Find or Sell Used Cars, Trucks, and SUVs in USA

1964 Dodge A100 Pro Street Pickup 426 Hemi V8 on 2040-cars

US $55,000.00
Year:1964 Mileage:4000 Color: Blue /
 Blue
Location:

Mount Albert, Ontario, Canada

Mount Albert, Ontario, Canada
Transmission:Automatic
Body Type:Pickup Truck
Vehicle Title:Clear
Fuel Type:Gasoline
For Sale By:Private Seller
VIN: 115514 Year: 1964
Make: Dodge
Model: Other Pickups
Mileage: 4,000
Exterior Color: Blue
Interior Color: Blue
Warranty: No
Number of Cylinders: 8
Condition: Used: A vehicle is considered used if it has been registered and issued a title. Used vehicles have had at least one previous owner. The condition of the exterior, interior and engine can vary depending on the vehicle's history. See the seller's listing for full details and description of any imperfections. ... 

Auto blog

Dodge to sell off first Challenger SRT Hellcat for charity

Sun, 27 Jul 2014 18:35:00 EST


Want to get your hands on a new 2015 Dodge Challenger SRT Hellcat, and can't wait to be the first to get one? Las Vegas will be the place to be on September 27. That's where Barrett-Jackson will auction off the very first example. And you'd better bring your checkbook, because the bidding is sure to be fierce with all the proceeds going to charity.
The supercharged Challenger with VIN 0001 has been hand-painted in Stryker Red (usually reserved for the Viper) and features special badging, documentation and accompanying memorabilia - not to mention, of course, that 707-horsepower, 6.2-liter supercharged Hemi V8. The car will be on display this weekend as well at Barrett-Jackson's Hot August Nights auction in Reno.

How fracking is causing Chrysler minivans to sit on Detroit's riverfront

Fri, 25 Apr 2014 16:28:00 EST

It's fascinating the way that one change to a complex system can have all sorts of unintended consequences. For instance, there are hundreds of new Chrysler Town and County and Dodge Grand Caravan minivans built in Windsor, Ontario, sitting in lots on the Detroit waterfront because of the energy boom in the Bakken oil field in the northern US and parts of Canada.
The huge amount of crude oil coming from these sites mostly use freight trains for transport, and that supply boom has resulted in a shortage of railcars to carry other goods. According to The Windsor Star, North American crude oil transport by train has gone from 9,500 carloads in 2008 to 434,032 carloads in 2013. Making matters worse, some North American rail infrastructure is still damaged because of this year's harsh winter, and that's slowing things down even further.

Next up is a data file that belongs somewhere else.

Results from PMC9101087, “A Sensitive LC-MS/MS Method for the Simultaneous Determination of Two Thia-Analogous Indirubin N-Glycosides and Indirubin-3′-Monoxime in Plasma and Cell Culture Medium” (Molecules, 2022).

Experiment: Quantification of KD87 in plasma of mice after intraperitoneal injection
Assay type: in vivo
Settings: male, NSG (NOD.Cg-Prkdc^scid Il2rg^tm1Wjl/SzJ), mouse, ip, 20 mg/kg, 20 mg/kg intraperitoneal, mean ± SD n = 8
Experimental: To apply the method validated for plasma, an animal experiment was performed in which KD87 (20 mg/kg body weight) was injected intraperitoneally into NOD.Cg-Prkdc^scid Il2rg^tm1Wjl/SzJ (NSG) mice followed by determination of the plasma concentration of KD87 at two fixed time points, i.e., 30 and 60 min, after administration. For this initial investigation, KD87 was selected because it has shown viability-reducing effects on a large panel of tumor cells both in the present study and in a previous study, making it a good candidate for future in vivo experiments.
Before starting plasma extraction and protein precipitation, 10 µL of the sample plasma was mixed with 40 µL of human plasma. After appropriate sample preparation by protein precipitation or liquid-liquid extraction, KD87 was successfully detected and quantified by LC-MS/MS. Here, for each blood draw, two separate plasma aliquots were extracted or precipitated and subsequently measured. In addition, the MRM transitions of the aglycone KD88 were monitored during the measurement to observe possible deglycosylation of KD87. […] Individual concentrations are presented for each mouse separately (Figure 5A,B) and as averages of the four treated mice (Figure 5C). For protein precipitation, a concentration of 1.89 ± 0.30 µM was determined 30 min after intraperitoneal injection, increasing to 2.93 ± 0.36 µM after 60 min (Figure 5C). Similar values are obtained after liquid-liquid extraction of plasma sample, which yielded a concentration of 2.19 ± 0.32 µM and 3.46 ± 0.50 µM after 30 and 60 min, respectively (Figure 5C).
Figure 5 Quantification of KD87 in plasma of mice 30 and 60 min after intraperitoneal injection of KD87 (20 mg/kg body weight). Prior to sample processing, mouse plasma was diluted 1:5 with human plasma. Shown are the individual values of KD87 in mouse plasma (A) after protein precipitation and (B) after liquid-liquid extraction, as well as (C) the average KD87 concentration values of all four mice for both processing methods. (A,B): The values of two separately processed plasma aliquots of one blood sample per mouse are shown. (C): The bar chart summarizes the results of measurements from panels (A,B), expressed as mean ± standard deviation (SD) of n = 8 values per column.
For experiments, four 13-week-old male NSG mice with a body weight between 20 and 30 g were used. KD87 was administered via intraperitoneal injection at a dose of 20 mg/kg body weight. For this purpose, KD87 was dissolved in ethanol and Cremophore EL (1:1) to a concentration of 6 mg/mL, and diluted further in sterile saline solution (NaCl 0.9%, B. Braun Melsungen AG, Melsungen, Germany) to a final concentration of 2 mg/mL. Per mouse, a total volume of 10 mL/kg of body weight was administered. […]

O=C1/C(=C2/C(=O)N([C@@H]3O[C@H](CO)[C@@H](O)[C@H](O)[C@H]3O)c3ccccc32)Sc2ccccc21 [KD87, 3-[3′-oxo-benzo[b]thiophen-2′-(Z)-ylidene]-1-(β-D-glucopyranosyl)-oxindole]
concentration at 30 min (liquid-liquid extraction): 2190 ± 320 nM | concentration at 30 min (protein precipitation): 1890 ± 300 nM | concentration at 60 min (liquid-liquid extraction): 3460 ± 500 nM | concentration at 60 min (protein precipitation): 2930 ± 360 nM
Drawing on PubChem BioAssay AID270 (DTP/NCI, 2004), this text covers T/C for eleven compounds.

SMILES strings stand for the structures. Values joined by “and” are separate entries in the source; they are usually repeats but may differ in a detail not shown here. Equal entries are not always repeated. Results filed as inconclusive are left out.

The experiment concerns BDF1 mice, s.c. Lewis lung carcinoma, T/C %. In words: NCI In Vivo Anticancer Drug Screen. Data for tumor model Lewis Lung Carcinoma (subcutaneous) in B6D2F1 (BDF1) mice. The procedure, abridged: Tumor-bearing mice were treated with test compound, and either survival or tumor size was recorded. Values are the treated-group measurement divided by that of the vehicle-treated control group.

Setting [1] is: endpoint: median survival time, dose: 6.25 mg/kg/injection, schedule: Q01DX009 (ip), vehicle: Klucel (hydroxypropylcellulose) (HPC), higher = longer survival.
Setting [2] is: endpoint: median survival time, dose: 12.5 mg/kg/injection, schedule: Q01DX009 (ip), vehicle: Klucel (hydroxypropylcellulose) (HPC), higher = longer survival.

Chrysler admits to The Star that it has had some delivery delays due to the freight train shortage. In the meantime, it's using more trucks to deliver its vehicles. Trucking is a far less economical solution, partially because a train can carry so many more units at one time, but alternatives are slim. The Windsor plant alone has a deal for 33 trucks to distribute the minivans around Canada and the Midwestern US.

2014 Dodge Durango Ron Burgundy ads already have 2.7M views [w/videos]

Mon, 14 Oct 2013 14:58:00 EST

The guy who once made the Dodge Stratus a punchline of sorts is now a spokesman for the 2014 Dodge Durango, and the move appears to be paying off handsomely for Dodge. Will Ferrell, acting as 1970s-era TV news personality Ron Burgundy, has teamed up with the automaker for co-branded advertisements between the refreshed 2014 Durango and Ferrell's new movie, Anchorman 2: The Legend Continues. Like Ferrell's fictional character, the ads are outrageous, flamboyant and a bit random. They're also successful: Automotive News says that more than 2.7 million people have already watched the videos since they debuted on October 5.
Those views are similar to the numbers that AN's top viral video of the year (e.g. Volkswagen's "Get Happy" Super Bowl ad) received, but there will eventually be as many as 70 videos comprising the Burgundy-Durango spots. According to the report, the videos were created primarily as a viral campaign online, although some are airing on television, too. For Dodge's part, the cost of the videos was significantly lower than a usual television campaign thanks to the fact that Ferrell wasn't paid for the spots since they were made in cooperation with promotional efforts for his new movie.
We've already posted a few of the videos in our previous post, but scroll down for several more - and head over to Adweek for a little added background on how these spots came to be.